For the reasons stated above, the district court's grant of summary judgment for the City on the Larsens' claim under 42 U.S.C. § 1983 is affirmed, as is the court's dismissal without prejudice of any remaining state law causes of action. The portion of the district court's Order of January 29, 1997 awarding sanctions against the Larsens and their attorneys, as well as the Order of February 4, 1997 determining the amount of those sanctions, are vacated. Each party shall bear its own costs on this appeal.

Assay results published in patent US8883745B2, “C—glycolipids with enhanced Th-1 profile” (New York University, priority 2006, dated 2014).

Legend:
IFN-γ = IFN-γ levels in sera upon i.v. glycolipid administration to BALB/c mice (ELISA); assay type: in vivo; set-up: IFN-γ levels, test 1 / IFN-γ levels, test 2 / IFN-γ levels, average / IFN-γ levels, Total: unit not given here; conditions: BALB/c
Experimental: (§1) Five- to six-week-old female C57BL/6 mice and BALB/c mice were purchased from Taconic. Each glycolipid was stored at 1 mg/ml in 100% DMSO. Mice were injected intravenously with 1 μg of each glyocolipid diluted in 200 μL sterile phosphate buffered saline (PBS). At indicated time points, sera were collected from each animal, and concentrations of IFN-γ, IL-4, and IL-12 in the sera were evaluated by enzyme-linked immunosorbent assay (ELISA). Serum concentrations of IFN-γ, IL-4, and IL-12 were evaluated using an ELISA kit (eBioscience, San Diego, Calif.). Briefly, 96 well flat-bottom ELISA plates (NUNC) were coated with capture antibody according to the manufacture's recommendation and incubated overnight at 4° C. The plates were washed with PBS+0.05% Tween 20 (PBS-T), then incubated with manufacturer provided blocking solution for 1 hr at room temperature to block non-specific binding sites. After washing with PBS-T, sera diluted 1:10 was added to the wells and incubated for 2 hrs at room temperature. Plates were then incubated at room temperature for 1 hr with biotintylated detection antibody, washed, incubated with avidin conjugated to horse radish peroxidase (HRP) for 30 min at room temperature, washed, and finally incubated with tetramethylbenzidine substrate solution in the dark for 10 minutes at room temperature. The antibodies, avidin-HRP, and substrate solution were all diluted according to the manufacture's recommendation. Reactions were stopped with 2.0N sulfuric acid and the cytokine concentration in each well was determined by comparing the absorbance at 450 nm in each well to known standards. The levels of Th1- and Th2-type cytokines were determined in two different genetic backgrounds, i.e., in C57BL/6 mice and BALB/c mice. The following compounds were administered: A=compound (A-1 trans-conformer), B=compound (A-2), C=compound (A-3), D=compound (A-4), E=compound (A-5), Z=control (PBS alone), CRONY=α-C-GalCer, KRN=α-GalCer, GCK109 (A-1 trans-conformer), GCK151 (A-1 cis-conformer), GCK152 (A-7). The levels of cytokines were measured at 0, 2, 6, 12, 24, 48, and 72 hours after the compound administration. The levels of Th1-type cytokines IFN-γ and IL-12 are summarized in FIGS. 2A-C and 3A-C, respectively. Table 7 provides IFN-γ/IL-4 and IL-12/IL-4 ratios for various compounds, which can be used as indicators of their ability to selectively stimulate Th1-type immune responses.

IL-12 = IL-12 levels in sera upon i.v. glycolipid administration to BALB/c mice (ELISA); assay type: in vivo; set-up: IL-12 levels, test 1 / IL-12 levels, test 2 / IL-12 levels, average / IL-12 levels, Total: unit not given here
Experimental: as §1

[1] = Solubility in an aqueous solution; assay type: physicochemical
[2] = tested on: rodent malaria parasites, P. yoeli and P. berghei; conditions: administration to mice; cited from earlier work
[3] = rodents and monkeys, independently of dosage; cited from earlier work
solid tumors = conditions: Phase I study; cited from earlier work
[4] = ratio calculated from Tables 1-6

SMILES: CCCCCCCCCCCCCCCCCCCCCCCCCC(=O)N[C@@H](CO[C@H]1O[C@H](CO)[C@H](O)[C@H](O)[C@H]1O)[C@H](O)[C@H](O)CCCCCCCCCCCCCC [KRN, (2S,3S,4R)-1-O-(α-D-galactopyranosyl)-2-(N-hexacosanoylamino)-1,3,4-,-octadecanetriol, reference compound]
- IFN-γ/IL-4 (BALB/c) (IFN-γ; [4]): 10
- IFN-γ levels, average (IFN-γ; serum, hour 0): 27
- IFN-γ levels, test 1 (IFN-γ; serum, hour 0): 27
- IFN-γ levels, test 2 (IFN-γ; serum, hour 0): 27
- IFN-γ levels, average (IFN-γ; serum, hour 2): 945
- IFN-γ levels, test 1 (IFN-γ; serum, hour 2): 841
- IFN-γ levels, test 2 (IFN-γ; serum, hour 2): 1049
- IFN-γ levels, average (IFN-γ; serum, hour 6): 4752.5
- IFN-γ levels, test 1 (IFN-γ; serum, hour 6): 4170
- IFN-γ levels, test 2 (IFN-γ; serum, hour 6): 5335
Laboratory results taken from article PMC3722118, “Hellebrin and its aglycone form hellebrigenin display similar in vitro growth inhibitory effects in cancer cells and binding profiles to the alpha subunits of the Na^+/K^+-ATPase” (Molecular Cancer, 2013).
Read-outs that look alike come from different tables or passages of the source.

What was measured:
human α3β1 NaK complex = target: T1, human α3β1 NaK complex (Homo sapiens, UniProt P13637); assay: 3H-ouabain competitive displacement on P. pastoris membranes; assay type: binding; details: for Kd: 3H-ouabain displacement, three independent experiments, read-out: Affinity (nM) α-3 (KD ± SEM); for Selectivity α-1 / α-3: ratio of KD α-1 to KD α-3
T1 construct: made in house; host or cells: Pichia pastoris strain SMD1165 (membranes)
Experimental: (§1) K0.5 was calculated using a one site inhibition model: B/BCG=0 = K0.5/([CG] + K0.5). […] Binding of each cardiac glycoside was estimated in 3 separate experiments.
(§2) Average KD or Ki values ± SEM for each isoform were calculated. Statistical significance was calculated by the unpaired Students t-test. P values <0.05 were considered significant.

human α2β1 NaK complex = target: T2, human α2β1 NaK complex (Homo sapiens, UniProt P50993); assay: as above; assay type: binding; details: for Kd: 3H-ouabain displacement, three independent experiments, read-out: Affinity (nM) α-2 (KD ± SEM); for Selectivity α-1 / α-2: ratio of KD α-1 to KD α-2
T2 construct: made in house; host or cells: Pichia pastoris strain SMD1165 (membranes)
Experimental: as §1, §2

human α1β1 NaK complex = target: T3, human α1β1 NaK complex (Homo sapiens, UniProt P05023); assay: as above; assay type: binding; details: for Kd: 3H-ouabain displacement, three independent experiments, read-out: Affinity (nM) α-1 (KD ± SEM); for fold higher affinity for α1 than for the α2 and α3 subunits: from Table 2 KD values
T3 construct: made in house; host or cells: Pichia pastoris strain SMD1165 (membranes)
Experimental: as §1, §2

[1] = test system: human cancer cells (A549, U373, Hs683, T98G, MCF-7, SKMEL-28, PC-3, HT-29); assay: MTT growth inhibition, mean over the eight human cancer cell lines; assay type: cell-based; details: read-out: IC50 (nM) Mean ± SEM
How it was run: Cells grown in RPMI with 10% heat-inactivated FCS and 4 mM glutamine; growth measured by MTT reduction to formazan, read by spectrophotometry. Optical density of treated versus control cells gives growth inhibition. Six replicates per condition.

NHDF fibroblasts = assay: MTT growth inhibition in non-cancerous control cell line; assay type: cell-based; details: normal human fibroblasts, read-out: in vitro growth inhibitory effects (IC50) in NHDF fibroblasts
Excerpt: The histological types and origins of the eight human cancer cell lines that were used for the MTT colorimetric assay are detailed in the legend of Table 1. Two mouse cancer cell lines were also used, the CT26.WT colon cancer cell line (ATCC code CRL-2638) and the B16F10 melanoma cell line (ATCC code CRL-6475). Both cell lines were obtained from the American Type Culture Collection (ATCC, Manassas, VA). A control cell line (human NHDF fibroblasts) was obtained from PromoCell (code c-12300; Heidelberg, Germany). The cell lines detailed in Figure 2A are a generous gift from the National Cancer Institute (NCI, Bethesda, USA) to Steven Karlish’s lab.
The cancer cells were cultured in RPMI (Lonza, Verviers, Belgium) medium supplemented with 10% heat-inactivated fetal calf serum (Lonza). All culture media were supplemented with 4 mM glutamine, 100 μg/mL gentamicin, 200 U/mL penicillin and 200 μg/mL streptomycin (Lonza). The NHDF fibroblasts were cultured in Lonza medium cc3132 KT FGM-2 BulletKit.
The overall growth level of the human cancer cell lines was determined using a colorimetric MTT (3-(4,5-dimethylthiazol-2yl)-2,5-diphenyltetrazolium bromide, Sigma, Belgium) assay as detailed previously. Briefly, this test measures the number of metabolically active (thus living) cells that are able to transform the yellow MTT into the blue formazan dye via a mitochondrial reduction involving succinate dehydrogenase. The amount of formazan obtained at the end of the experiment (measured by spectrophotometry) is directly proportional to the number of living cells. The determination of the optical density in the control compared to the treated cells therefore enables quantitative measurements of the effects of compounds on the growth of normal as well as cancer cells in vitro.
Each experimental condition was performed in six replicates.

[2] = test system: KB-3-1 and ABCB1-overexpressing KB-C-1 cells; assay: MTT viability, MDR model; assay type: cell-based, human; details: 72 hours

The initial complaint named the two City officers in their official capacities only. The Larsens' second amended complaint, which is the version upon which the summary judgment was based, added claims against both men in their personal capacities as well. For the sake of convenience, this opinion refers to the three defendants collectively as "the City."